The intro to “Party in the USA” played after this sentimental beginning, and I was stoked to let loose to an old-school jam. But it soon morphed into her new single “Dooo It!” instead. As Mylar balloons danced over the crowd, Cyrus happily gyrated in a gold miniskirt with balloons in the shapes of the letters “DO” over her tits and “IT” over her skirt, tongue wagging. A girl dressed as a pot leaf in a rainbow jumpsuit partied alongside Cyrus, while the eight-foot-tall Amazon dancer Big Ashley twerked loyally by her side, attired in moneybag pasties and a rainbow afro.

Following that opening spectacle, the Bangerz hit “Love, Money, Party” sustained the energy of “Dooo It!” if not increasing it. But energy in the room diminished a bit while Miley sang some forgettable Dead Petz tracks. These included “1 Sun,” a tune urging us to save the Earth, for which she dressed as a cardboard-and-tissue-paper sun, and “The Floyd Song,” a musical elegy to her deceased dog. While her vocals were unarguably strong, they could not compensate for the boring melodies or lazy lyrics.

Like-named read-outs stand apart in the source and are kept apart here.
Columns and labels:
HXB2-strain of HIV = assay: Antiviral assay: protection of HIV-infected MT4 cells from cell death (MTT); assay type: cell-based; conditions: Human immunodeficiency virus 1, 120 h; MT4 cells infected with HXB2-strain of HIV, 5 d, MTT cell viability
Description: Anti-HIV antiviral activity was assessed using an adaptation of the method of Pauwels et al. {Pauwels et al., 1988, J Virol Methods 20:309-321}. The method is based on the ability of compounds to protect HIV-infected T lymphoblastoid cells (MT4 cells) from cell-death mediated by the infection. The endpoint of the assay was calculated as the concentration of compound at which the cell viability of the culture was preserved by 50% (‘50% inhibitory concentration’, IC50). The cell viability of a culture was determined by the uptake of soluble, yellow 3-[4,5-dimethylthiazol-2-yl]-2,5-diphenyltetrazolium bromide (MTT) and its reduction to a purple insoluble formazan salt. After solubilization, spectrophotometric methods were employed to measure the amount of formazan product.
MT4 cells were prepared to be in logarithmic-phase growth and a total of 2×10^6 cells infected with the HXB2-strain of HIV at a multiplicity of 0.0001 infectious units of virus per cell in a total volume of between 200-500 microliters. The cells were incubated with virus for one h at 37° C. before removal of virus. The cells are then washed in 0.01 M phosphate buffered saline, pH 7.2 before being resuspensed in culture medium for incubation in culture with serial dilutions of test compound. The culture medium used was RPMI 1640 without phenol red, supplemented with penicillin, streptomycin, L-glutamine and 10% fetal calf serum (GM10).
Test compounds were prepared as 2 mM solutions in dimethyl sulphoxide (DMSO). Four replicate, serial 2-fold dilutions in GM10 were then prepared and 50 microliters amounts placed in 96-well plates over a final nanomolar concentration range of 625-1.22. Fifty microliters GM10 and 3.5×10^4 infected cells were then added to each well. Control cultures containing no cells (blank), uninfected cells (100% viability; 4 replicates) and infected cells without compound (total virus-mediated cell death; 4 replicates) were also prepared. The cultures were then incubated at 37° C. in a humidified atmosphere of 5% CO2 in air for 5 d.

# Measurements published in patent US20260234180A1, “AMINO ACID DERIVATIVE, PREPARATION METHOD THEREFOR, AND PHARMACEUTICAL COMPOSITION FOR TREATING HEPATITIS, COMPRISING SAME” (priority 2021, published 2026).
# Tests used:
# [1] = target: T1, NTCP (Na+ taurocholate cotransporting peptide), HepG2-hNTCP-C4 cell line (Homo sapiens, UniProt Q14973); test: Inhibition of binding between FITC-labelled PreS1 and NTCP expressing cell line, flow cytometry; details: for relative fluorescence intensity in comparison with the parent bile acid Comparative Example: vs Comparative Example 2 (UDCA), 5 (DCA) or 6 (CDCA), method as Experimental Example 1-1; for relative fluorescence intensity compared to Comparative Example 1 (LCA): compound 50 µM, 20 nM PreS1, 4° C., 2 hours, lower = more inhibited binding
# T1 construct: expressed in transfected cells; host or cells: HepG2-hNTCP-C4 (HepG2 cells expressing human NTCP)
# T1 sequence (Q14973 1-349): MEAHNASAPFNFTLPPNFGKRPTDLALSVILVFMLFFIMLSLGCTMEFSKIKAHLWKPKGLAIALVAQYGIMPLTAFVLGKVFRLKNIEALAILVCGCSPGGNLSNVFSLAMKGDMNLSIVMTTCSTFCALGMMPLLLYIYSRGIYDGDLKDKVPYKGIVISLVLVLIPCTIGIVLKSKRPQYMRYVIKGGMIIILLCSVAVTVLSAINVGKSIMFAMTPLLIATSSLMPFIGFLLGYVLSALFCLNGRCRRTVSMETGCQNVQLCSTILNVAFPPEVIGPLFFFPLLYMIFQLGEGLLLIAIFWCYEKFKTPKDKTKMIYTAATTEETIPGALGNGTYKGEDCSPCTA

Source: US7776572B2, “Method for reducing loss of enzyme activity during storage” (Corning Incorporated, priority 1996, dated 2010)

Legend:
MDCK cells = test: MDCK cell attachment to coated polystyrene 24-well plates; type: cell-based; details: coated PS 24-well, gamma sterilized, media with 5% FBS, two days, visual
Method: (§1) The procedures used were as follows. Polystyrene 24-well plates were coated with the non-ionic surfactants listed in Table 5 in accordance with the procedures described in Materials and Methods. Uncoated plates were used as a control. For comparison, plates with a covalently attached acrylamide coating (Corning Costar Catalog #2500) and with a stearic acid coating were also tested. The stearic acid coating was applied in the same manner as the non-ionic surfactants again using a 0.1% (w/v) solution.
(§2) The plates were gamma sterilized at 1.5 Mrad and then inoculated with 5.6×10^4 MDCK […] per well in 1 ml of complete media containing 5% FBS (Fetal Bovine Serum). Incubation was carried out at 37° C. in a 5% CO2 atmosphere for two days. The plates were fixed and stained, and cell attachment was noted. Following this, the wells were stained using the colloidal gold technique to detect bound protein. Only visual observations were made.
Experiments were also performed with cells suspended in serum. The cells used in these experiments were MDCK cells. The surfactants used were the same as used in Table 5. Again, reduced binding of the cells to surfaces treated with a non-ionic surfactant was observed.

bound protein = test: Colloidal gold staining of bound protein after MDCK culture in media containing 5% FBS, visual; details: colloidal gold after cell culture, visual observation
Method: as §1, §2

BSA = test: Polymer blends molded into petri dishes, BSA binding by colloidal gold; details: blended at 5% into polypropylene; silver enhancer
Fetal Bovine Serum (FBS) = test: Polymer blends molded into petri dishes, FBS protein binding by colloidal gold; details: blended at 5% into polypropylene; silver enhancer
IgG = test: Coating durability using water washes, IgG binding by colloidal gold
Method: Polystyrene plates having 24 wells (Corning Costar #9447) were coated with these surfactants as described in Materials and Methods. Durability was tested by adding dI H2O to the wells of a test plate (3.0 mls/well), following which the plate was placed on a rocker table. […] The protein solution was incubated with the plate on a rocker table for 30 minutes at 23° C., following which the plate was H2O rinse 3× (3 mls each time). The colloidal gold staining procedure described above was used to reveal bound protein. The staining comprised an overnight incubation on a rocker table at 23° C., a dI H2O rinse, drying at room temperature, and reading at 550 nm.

Soon Cyrus changed into a giant baby costume, though, and all was well with the world. If nothing else, I appreciated her ability to make fun of herself. Her lighthearted spirit made everything fun. She performed “BB Talk,” a song complaining about her disgust for PDA, then led up to her next track “Fweaky” by joking: “There’s a first time for everything, but I hope this is the first time you’ve seen a baby strip.”

Her performance of “Fweaky” was definitely a crowd-pleaser. In a low, sultry voice, she crooned, “Shit’s ‘bout to get real freaky” as the light shone on her sexy-dancing in that baby costume. She took her time sensually disrobing in a cage, until eventually she was down to nothing but a high-waisted, pink, crotch-grabbing bikini bottom, pink mushroom-shaped pasties, and a pink wig. And, I never thought I’d say this, but holy shit, she was hot.